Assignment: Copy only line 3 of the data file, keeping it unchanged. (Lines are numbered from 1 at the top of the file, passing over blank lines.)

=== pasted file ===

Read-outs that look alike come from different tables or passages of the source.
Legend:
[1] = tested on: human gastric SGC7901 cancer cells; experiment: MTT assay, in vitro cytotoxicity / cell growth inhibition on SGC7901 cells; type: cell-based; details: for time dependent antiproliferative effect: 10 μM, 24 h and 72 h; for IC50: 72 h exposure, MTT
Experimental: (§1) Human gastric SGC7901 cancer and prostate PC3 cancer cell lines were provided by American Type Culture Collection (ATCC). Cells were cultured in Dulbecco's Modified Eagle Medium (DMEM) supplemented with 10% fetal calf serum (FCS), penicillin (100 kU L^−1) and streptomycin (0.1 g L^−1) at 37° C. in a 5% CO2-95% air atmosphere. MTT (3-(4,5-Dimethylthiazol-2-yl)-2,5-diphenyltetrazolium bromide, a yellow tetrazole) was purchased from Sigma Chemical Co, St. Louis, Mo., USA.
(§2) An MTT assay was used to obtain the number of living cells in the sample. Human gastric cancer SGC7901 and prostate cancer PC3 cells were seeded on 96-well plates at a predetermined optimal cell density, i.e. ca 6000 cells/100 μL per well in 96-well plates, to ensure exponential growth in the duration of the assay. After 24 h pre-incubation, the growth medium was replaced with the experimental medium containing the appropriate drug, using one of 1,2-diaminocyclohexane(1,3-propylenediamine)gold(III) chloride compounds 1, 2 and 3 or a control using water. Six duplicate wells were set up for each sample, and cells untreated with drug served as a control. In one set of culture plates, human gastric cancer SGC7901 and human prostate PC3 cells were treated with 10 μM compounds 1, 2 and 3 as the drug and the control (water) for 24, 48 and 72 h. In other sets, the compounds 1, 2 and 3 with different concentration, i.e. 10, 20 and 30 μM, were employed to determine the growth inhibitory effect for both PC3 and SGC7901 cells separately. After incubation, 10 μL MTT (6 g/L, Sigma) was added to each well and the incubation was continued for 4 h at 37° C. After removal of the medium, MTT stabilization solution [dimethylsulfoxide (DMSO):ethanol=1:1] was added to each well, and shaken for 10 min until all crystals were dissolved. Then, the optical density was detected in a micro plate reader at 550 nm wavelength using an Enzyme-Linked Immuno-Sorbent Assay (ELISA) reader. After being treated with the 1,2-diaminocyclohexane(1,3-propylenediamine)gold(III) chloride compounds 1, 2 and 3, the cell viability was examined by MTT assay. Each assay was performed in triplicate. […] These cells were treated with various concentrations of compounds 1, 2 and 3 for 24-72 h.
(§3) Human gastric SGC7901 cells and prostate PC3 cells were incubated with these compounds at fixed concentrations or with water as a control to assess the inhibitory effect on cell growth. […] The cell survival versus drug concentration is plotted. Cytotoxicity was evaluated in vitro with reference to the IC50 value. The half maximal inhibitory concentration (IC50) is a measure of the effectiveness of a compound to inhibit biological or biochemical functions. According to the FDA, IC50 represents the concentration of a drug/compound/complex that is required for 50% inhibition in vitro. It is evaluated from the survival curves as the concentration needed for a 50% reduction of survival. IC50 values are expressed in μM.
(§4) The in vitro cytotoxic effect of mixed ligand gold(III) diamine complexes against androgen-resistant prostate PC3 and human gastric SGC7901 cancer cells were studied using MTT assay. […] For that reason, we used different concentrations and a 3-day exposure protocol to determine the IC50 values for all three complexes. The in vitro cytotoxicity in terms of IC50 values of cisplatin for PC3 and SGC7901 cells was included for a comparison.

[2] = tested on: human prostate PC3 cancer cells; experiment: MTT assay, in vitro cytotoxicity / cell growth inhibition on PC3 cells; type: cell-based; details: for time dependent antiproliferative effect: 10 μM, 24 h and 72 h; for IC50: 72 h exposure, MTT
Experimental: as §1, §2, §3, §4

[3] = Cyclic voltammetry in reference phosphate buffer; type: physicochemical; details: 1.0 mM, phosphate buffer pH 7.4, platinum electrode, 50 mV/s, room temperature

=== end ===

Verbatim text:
[1] = tested on: human gastric SGC7901 cancer cells; experiment: MTT assay, in vitro cytotoxicity / cell growth inhibition on SGC7901 cells; type: cell-based; details: for time dependent antiproliferative effect: 10 μM, 24 h and 72 h; for IC50: 72 h exposure, MTT